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Judge Denies Hickmans Pre-Trial Request To Keep Documents Confidential
Pre-trial proceedings for the case involving local egg producer Hickmans continue to inch along. A judge has decided Hickmans Egg Ranch can’t yet withhold documents as both sides gather evidence in a lawsuit saying the huge egg farm west of Phoenix is a nuisance.
Hickmans says they are operating legally in a rural area zoned for farming. Locals and businesses say building the farm in 2014 disrupted their community.
Lawyers argued in court Friday about whether the judge, Janice Crawford, would issue a partial judgment now on whether the Tonopah farm caused locals emotional distress.
Hickmans lawyer Larry Wulkan said in court that intentional emotional infliction would have to be proved as "outrageous."
"Building and operating a farm on land zoned for farming is not outrageous," Wulkan said.
The lawyer for the locals, Frank Verderame, countered that argument. He said Hickmans' 4-million-hen egg farm is more like an "industrial facility." And, that the zoning argument is a "red herring" to the public nuisance facts.
The judge ultimately denied the motion.
"The mere fact that the facility is set up in accordance with zoning laws does not absolutely protect Hickmans from an allegation, or this type of claim," Judge Crawford said.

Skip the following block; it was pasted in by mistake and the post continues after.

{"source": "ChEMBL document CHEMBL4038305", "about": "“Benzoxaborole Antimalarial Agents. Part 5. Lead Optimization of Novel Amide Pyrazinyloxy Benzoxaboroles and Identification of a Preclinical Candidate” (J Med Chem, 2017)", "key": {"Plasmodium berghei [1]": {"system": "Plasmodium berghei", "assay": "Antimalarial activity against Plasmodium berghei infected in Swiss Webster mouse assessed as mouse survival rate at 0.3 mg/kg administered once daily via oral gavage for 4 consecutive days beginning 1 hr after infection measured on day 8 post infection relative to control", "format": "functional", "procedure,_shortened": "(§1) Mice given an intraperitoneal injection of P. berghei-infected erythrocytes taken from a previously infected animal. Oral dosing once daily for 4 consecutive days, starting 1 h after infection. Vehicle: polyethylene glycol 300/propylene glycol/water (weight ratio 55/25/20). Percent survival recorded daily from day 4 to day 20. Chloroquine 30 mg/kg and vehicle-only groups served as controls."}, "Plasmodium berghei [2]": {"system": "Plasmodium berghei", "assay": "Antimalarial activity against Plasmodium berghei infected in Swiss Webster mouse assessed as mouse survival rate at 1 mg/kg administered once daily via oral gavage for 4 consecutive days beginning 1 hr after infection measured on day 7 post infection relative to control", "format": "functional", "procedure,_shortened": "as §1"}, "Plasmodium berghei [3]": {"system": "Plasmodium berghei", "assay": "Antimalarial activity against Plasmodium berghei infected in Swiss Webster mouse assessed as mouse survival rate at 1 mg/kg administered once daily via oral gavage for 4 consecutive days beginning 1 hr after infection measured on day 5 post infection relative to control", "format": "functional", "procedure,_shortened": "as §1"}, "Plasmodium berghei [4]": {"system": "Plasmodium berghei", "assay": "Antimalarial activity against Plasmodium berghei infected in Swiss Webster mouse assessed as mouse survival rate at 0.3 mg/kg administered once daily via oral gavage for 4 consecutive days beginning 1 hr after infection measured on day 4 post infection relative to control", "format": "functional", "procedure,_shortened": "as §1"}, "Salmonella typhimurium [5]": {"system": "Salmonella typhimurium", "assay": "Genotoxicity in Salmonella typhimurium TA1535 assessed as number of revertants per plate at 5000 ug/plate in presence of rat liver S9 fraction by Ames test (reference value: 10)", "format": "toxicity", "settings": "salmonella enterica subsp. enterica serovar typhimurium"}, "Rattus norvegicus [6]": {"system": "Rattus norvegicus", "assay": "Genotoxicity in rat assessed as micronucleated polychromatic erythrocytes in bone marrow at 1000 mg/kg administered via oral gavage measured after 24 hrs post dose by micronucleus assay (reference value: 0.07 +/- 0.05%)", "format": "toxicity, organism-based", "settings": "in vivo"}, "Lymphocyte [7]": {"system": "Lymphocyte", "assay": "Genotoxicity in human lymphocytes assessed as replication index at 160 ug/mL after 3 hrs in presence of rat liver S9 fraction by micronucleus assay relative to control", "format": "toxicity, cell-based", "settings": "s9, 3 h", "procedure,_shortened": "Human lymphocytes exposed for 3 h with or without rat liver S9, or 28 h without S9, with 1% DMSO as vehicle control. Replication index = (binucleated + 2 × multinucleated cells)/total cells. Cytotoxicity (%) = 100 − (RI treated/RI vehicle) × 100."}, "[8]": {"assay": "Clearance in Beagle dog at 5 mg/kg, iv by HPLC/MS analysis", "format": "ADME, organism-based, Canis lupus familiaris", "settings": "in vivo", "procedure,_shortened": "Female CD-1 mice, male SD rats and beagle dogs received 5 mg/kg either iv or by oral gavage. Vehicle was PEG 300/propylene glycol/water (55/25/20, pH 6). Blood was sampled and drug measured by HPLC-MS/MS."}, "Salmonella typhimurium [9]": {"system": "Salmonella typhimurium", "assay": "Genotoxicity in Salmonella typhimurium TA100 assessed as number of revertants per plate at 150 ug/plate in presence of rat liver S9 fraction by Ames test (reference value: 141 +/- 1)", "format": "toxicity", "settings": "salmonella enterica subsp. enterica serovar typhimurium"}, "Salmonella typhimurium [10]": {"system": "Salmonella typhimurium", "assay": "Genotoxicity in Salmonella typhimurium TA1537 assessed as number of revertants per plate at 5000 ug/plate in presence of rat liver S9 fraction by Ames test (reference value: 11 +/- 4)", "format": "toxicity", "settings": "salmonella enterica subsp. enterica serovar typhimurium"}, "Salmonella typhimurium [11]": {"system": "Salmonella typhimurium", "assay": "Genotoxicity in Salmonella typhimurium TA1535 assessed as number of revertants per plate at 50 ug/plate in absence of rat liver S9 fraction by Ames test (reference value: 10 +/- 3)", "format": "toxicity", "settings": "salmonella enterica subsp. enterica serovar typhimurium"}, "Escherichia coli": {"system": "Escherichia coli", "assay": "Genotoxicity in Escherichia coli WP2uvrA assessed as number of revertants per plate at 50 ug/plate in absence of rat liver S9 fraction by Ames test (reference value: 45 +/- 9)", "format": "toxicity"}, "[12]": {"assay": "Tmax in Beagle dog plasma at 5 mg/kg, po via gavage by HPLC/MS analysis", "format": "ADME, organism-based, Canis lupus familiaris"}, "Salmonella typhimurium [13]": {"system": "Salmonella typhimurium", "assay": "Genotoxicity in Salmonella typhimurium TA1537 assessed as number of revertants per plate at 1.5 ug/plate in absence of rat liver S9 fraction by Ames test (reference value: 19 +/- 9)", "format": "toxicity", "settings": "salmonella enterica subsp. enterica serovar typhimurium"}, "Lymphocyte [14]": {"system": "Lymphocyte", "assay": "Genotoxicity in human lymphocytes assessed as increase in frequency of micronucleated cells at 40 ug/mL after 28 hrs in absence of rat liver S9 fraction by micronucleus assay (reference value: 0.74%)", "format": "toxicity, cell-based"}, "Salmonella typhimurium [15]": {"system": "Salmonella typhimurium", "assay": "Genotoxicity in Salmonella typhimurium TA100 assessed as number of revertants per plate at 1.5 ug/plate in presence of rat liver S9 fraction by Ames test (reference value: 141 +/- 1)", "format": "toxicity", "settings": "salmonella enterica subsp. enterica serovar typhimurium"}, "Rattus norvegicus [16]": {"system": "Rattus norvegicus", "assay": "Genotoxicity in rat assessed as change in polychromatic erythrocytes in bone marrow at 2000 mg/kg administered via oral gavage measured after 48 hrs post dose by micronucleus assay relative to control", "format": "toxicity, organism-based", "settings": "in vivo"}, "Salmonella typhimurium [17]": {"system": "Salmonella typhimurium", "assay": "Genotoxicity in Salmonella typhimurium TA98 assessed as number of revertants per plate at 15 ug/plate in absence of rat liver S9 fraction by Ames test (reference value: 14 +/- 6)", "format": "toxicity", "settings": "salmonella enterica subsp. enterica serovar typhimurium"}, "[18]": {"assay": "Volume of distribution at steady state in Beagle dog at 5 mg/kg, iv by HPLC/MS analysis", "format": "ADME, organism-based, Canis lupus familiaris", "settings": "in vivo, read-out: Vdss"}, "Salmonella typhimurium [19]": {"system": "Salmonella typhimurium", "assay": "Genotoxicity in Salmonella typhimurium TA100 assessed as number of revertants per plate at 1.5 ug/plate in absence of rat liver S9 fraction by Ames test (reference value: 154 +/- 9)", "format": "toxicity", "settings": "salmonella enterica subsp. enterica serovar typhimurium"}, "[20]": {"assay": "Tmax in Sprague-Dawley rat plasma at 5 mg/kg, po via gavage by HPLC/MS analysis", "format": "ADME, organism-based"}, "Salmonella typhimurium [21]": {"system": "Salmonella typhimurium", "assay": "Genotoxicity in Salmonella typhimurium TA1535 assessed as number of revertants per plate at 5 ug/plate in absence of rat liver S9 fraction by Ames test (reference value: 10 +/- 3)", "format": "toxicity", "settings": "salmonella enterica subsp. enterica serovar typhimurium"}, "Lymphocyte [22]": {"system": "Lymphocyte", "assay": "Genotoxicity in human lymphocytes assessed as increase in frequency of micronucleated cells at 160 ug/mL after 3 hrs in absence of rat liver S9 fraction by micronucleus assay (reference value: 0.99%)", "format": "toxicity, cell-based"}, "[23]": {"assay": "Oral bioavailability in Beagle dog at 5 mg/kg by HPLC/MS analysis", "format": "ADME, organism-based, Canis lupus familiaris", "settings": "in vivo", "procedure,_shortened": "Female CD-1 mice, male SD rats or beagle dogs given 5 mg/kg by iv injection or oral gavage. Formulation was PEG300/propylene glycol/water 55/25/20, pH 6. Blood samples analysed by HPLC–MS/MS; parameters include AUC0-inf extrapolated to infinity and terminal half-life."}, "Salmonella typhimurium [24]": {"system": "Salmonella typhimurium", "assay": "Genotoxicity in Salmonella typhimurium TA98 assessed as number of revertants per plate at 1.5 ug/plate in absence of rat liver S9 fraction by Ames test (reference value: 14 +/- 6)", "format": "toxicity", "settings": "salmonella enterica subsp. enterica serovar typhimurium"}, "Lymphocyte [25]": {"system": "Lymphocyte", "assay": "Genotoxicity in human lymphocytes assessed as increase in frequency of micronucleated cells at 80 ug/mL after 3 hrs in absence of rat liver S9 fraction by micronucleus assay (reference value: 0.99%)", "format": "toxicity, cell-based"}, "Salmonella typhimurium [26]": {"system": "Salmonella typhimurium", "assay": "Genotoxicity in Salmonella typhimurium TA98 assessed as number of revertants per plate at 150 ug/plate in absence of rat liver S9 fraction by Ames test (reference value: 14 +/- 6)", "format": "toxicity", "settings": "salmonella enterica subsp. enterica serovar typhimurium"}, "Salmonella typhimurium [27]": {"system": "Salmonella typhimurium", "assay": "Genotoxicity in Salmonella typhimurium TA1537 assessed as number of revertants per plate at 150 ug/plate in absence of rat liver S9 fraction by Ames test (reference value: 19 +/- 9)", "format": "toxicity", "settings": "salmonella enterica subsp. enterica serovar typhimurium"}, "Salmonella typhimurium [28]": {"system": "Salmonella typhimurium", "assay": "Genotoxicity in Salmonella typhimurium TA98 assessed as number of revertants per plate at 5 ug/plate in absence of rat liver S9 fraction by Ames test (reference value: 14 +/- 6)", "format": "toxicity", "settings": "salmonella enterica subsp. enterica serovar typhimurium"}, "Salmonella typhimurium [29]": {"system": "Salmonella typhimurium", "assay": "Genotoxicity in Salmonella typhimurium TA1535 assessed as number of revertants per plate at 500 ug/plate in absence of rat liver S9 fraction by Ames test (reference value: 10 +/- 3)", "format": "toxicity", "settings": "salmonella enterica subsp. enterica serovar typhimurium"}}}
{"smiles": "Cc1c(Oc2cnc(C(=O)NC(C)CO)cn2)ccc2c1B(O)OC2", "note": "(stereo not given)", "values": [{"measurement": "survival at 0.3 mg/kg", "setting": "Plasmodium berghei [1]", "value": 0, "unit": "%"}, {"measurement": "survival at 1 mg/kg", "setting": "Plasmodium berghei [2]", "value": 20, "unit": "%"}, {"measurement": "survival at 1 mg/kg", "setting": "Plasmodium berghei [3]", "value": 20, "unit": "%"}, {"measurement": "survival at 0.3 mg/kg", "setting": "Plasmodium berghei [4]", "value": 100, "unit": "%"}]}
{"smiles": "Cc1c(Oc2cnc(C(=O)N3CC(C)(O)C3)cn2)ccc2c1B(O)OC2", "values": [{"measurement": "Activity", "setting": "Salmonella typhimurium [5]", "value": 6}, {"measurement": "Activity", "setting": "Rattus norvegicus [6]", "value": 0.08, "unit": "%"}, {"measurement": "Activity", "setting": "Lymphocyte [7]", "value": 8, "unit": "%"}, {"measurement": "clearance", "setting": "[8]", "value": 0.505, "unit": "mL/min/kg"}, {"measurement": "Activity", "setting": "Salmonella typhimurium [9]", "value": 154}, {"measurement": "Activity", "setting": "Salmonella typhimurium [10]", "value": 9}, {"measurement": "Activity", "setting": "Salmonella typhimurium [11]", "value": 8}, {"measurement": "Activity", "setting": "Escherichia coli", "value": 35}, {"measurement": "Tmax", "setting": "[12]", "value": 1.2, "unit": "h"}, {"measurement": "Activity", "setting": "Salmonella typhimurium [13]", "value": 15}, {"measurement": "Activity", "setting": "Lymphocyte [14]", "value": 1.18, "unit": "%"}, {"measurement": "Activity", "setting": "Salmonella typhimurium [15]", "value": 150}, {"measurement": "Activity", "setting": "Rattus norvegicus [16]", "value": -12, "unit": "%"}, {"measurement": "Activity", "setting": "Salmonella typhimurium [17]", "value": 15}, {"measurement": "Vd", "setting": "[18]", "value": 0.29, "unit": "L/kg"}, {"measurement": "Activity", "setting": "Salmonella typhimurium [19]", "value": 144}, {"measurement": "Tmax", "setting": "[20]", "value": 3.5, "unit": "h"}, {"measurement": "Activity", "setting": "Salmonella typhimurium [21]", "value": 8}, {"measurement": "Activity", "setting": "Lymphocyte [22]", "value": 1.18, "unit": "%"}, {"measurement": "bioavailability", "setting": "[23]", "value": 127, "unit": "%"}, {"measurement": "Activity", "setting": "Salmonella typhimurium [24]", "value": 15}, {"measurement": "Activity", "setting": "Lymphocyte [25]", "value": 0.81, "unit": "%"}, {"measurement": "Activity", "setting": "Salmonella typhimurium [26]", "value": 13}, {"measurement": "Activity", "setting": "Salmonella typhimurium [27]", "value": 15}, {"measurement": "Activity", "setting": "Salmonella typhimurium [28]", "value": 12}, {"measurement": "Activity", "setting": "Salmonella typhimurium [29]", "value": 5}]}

Another issue was whether Hickmans could get a broad protective order to keep information like truck driver logs and any future documents and depositions confidential.
Wulkan said Hickmans is asking to withhold 11 documents out of more than 5,000 already produced.
"At one point in time, courts would put in protective orders like this. Those times have changed," Crawford said. "Judges have said 'wait, the person seeking protective order needs to release why it's necessary to prevent the public from having access to documents disclosed.'"
Wulkan did not present facts on why those 11 documents needed protection as proprietary information.
Crawford denied that motion, without prejudice, and asked the two legal teams to come up with a solution on how to ask, in the future, for a document to be confidential in the lawsuit.
“It’s good that the courts are coming around, that the court should not be complicit in helping big corporate defendants hide information that is the public interest to know for their health and well-being,” Verderame said after the arguments.
Crawford will also decide whether Hickmans counter lawsuit, or declaratory action, of other Tonopah locals to try and stop future nuisance lawsuits can continue.
Wulkan said this claim was meant to stop future nuisance lawsuits if the judge ultimately issues a declaration. Verderame said it should be dismissed, because the reasoning behind the declaratory action is meant to have a chilling effect, and the judge agreed.
"It does seem to me that's overreaching," Crawford said. "(Hickmans) may not be a nuisance today, under the facts, but it sounds like Hickmans is asking for declaratory relief because they're operating under legal zoning."